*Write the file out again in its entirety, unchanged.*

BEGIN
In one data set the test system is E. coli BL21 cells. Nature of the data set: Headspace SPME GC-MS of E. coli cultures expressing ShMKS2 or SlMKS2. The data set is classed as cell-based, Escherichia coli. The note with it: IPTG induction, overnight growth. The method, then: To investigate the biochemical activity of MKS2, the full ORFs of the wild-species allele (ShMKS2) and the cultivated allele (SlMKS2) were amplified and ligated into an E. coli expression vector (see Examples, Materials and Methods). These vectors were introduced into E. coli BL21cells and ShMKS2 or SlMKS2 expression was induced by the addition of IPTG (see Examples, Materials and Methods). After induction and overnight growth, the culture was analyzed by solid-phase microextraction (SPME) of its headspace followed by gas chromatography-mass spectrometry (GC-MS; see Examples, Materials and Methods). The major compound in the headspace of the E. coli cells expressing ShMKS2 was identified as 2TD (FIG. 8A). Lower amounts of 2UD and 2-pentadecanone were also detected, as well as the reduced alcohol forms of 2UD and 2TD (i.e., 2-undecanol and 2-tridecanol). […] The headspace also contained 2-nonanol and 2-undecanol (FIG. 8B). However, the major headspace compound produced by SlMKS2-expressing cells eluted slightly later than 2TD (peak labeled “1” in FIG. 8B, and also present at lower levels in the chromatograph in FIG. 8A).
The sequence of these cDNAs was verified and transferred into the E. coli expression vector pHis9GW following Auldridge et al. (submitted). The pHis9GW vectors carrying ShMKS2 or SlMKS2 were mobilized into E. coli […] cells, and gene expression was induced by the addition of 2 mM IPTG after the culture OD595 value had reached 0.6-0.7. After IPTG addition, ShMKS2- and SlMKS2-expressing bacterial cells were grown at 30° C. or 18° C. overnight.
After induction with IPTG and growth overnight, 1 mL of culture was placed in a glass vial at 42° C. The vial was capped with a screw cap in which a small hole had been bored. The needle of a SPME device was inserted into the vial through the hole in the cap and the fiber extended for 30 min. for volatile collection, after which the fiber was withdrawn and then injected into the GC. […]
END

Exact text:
In one data set the test system is E. coli BL21 cells. Nature of the data set: Headspace SPME GC-MS of E. coli cultures expressing ShMKS2 or SlMKS2. The data set is classed as cell-based, Escherichia coli. The note with it: IPTG induction, overnight growth. The method, then: To investigate the biochemical activity of MKS2, the full ORFs of the wild-species allele (ShMKS2) and the cultivated allele (SlMKS2) were amplified and ligated into an E. coli expression vector (see Examples, Materials and Methods). These vectors were introduced into E. coli BL21cells and ShMKS2 or SlMKS2 expression was induced by the addition of IPTG (see Examples, Materials and Methods). After induction and overnight growth, the culture was analyzed by solid-phase microextraction (SPME) of its headspace followed by gas chromatography-mass spectrometry (GC-MS; see Examples, Materials and Methods). The major compound in the headspace of the E. coli cells expressing ShMKS2 was identified as 2TD (FIG. 8A). Lower amounts of 2UD and 2-pentadecanone were also detected, as well as the reduced alcohol forms of 2UD and 2TD (i.e., 2-undecanol and 2-tridecanol). […] The headspace also contained 2-nonanol and 2-undecanol (FIG. 8B). However, the major headspace compound produced by SlMKS2-expressing cells eluted slightly later than 2TD (peak labeled “1” in FIG. 8B, and also present at lower levels in the chromatograph in FIG. 8A).
The sequence of these cDNAs was verified and transferred into the E. coli expression vector pHis9GW following Auldridge et al. (submitted). The pHis9GW vectors carrying ShMKS2 or SlMKS2 were mobilized into E. coli […] cells, and gene expression was induced by the addition of 2 mM IPTG after the culture OD595 value had reached 0.6-0.7. After IPTG addition, ShMKS2- and SlMKS2-expressing bacterial cells were grown at 30° C. or 18° C. overnight.
After induction with IPTG and growth overnight, 1 mL of culture was placed in a glass vial at 42° C. The vial was capped with a screw cap in which a small hole had been bored. The needle of a SPME device was inserted into the vial through the hole in the cap and the fiber extended for 30 min. for volatile collection, after which the fiber was withdrawn and then injected into the GC. […]